In the summer of 2012, Saagar attended a formal family lunch to which he was invited by his friend. His friend’s grandmother turned to him and asked, ”How does it feel to be the only foreign person to be sitting down?” (Hidden message: All the other foreign persons present there were waiters.) He was a bit shocked by that but just laughed it off. I wonder how many times he had faced such occasions where he had no choice but to do that.
Microaggressions are the everyday verbal, nonverbal, and environmental slights, snubs, or insults, whether intentional or unintentional, which communicate hostile, derogatory, or negative messages to target persons based solely upon their marginalised group membership. This term was coined by social scientists at Harvard in the 1970s to describe an inequitable treatment of another person in a manner that is not overtly “aggressive”, yet which might stem from negligence, ignorance, or what we now call unconscious bias. Eventually, the term came to encompass the casual degradation of any socially marginalised group, such as the poor and the disabled.
Here are some other examples of microaggressions:
- A White man or woman clutches their purse or checks their wallet as a Black or Latino man approaches or passes them. (Hidden message: You and your group are criminals.)
- A female physician wearing a stethoscope is mistaken as a nurse. (Hidden message: Women should occupy nurturing and not decision-making roles. Women are less capable than men. Happens with me a lot.)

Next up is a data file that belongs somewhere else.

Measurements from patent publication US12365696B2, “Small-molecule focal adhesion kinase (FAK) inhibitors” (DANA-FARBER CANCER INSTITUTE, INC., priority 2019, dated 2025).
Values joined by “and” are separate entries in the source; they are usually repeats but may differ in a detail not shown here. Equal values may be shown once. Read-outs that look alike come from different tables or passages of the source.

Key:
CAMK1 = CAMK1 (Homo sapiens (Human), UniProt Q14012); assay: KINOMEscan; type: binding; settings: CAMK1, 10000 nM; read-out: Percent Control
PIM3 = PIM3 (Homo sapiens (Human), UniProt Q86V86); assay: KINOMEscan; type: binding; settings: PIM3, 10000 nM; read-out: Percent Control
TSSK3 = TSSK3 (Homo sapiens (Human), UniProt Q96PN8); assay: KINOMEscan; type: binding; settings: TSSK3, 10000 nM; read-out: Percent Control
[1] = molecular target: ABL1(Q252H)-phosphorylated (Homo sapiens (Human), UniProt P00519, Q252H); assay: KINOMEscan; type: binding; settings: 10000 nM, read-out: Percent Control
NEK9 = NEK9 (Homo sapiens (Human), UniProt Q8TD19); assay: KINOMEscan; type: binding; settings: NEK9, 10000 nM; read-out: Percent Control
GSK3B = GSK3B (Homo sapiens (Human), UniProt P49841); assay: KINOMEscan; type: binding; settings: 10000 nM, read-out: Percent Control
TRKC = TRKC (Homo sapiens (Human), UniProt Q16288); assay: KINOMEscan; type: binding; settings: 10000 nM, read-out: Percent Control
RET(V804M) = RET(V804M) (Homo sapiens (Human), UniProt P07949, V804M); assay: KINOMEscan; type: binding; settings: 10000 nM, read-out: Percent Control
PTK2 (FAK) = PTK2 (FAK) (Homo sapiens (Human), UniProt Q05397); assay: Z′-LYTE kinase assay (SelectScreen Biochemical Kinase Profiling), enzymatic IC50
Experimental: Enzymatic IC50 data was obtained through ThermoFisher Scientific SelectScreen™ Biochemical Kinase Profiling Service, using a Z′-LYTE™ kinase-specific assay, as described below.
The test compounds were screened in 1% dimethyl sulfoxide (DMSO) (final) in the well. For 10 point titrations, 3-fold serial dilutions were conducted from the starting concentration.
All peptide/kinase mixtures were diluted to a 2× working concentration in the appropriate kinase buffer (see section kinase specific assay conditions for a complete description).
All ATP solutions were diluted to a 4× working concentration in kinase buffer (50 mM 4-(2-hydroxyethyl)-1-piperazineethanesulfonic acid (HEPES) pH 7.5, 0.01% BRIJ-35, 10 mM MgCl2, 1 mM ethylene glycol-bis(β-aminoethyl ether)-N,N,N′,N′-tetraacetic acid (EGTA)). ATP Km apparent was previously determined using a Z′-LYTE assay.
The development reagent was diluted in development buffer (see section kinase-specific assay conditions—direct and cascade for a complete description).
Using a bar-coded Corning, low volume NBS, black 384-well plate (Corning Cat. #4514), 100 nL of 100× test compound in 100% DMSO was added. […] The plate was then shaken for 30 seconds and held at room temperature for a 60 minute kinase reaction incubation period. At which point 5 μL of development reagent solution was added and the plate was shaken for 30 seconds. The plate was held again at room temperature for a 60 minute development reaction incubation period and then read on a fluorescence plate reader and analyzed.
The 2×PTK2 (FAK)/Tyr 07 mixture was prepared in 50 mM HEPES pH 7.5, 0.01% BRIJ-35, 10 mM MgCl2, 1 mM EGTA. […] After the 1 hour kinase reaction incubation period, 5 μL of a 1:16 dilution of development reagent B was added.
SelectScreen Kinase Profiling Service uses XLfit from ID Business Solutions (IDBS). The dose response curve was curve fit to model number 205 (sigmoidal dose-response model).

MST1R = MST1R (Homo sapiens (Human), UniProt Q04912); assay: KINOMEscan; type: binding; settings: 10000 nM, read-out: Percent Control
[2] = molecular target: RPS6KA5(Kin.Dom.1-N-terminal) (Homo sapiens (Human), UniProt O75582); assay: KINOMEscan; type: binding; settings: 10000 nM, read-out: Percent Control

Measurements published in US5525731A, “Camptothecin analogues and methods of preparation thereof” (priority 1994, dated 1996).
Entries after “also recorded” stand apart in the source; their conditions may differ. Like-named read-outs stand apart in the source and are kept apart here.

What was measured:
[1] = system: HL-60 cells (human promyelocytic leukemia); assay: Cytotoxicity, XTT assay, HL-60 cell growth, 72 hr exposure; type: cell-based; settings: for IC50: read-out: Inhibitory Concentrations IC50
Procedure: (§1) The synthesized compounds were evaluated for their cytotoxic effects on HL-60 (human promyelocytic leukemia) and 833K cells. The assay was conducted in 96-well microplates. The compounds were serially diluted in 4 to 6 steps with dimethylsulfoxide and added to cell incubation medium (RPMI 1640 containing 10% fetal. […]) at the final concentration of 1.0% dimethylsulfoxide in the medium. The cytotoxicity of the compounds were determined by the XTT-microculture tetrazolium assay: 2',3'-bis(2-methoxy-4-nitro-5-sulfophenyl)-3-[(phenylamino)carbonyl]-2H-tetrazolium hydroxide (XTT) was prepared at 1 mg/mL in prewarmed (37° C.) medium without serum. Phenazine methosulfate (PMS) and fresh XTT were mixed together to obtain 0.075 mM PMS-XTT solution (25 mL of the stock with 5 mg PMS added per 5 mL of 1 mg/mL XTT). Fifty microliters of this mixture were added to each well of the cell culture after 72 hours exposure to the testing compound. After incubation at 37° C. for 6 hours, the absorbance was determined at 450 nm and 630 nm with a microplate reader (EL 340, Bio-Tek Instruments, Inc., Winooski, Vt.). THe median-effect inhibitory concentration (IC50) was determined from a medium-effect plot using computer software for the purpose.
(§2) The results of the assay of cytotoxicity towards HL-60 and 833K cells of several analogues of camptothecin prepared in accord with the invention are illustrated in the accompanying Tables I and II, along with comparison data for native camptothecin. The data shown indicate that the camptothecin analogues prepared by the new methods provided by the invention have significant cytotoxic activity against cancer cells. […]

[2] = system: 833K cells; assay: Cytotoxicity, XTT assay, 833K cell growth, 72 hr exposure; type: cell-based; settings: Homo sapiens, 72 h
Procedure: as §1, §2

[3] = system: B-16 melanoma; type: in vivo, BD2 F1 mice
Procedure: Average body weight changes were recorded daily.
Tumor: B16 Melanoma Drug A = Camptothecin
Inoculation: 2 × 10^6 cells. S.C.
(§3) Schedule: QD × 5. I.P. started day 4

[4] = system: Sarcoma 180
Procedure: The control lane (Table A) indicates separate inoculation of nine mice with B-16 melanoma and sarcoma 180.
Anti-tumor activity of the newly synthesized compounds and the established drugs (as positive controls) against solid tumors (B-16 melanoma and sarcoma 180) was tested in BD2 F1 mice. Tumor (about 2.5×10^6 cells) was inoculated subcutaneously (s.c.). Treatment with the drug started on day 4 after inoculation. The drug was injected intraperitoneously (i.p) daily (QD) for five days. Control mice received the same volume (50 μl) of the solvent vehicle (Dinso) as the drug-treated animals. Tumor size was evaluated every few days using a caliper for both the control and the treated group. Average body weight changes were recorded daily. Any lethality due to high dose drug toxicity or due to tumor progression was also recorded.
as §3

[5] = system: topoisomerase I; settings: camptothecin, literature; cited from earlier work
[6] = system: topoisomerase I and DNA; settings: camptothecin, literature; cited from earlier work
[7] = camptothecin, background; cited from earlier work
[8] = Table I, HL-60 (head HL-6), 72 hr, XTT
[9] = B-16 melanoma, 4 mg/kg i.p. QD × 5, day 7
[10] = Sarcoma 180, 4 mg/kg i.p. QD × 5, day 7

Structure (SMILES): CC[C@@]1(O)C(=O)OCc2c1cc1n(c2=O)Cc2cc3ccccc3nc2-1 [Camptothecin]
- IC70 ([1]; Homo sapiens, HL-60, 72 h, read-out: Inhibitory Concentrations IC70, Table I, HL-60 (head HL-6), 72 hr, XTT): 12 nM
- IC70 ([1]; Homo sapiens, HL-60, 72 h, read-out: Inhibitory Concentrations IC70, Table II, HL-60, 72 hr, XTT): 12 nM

- The outfit worn by a TV reality-show mom is described as “classless and trashy.” (Hidden message: Lower-class people are tasteless and unsophisticated.)
Microaggressions are active manifestations and/or a reflection of our worldviews of inclusion/exclusion, superiority/inferiority, normality/abnormality, and desirability/undesirability. Even though these biases are implicit, they can be deeply damaging. The deaths of African-Americans at the hands of the police in Ferguson, Cleveland and on Staten Island have reignited a debate about race.
Is it a pure co-incidence that people from black and minority ethnic groups living in the UK are:
- more likely to be diagnosed with mental health problems
- more likely to be diagnosed and admitted to hospital
- more likely to experience a poor outcome from treatment
- more likely to disengage from mainstream mental health services, leading to social exclusion and a deterioration in their mental health?